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I've read that Conway's Game of Life (CGOL) can have unbounded growth from a finite initial number of alive cells (e.g. a glider gun). However, if CGOL is played on a torus, space (the number of cells) becomes finite, and glider guns are guaranteed to eventually destructively interfere with themselves.

Because of this, I wondered about the maximum proportion of alive cells on a torus. To be specific,

What is the maximum stable density of alive cells in CGOL on a torus, where density means proportion of alive cells out of all cells, and stable means this density occurs infinitely many times (as opposed to the recurrence of position: a glider might have nonperiodic position, but stable density)

Please let me know if my question is ambiguous, poorly phrased, or self-contradictory - I struggle to be precise with my questions.

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    $\begingroup$ If you fix the configuration of cells on the torus, with a fixed number of cells, it follows that the set of CGOL positions is finite, and therefore every CGOL game on that torus is eventually periodic. So the maximum stable density on that torus is the same as the maximum density of a periodic position. $\endgroup$
    – Lee Mosher
    Jun 23 '21 at 20:47
  • $\begingroup$ But then one might ask how the maximum stable density varies as one changes the configuration of cells on the torus. $\endgroup$
    – Lee Mosher
    Jun 23 '21 at 20:50
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In the specific case of a pattern that is fixed under the rules of the Game of Life, the maximum density is 1/2, as shown by Noam Elkies in The still-Life density problem and its generalizations.

Elkies also presents (on page 22) a simple example of a period 6 oscillator with maximum density 3/4. Here are all its phases: \begin{array}{|c|c|c|c|c|c|c|c|} \hline 1&1&0&0&0&0&0&0\\ \hline 1&1&0&0&0&0&0&0\\ \hline \end{array}

\begin{array}{|c|c|c|c|c|c|c|c|} \hline 0&0&1&0&0&0&0&1\\ \hline 0&0&1&0&0&0&0&1\\ \hline \end{array}

\begin{array}{|c|c|c|c|c|c|c|c|} \hline 1&1&1&1&0&0&1&1\\ \hline 1&1&1&1&0&0&1&1\\ \hline \end{array}

\begin{array}{|c|c|c|c|c|c|c|c|} \hline 0&0&0&0&1&1&0&0\\ \hline 0&0&0&0&1&1&0&0\\ \hline \end{array}

\begin{array}{|c|c|c|c|c|c|c|c|} \hline 0&0&0&1&0&0&1&0\\ \hline 0&0&0&1&0&0&1&0\\ \hline \end{array}

\begin{array}{|c|c|c|c|c|c|c|c|} \hline 0&0&1&1&1&1&1&1\\ \hline 0&0&1&1&1&1&1&1\\ \hline \end{array}

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  • $\begingroup$ Could you correct your hyperlink? Thank you! $\endgroup$ Jun 23 '21 at 21:06
  • $\begingroup$ I believe you meant to link to arxiv.org/pdf/math/9905194.pdf $\endgroup$ Jun 23 '21 at 21:08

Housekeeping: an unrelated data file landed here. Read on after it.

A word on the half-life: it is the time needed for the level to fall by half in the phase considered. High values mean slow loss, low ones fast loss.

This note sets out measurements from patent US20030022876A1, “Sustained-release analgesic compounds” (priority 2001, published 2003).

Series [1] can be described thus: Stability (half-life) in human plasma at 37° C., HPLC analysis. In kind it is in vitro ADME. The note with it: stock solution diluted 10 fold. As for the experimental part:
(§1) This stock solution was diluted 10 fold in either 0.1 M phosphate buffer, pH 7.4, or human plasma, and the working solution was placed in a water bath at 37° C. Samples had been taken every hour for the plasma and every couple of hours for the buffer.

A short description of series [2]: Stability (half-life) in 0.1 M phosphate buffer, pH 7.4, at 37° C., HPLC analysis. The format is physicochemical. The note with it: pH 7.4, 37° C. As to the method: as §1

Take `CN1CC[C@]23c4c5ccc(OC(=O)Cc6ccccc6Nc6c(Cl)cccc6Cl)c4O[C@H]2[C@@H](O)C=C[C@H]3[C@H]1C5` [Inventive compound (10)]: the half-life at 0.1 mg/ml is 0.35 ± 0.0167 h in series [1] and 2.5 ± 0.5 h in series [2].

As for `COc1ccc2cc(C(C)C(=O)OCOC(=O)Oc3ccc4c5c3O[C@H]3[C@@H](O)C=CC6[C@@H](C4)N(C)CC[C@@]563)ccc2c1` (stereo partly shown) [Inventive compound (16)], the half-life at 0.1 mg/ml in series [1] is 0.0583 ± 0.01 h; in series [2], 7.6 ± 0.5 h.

• $\begingroup$ @RonShvartsman Thanks, I fixed it. I also noticed that Elkies includes an example of an oscillator attaining density 3/4 and added it to the answer. $\endgroup$ Jun 23 '21 at 21:36
  • $\begingroup$ @EricMSchmidt Thank you for the answer! However, I found myself a little lost in the language of the paper; is it true that the author deals with a toroidal lattice at the beginning of section B, when they state, "[We can] change the definition of adjacency in L so x, y are adjacent only if they differ by a unit vector, so each x ∈ L has 4 neighbors ... We then define δ4(n) to be the maximum density of a set S ⊆ L each of whose elements has at most n neighbors in L relative to this smaller 4-point neighborhood"? $\endgroup$ Jun 23 '21 at 23:18
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    $\begingroup$ @RonShvartsman The paper defines things using an infinite square lattice rather than a torus. However a pattern on a torus is equivalent to an infinite doubly periodic pattern. So you can view the period 6 oscillator as being on a torus if you like. $\endgroup$ Jun 24 '21 at 0:48
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I think it'll be hard to beat

\begin{array}{|c|c|} \hline 1&1\\ \hline 0&0\\ \hline \end{array}

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  • $\begingroup$ It would be interesting to know what the maximum stable density on a torus with two odd dimensions would be. $\endgroup$ Jun 23 '21 at 20:52
  • $\begingroup$ Good point Bram28, this seems a reasonable lower bound. However, I'm hoping that someone could provide an analytical method for dealing with such a question. $\endgroup$ Jun 23 '21 at 20:56
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    $\begingroup$ @RonShvartsman I know ... someone smarter than I am may be able to do that :P Anyway, here's my candidate winner. Nice question! $\endgroup$
    – Bram28
    Jun 23 '21 at 20:57

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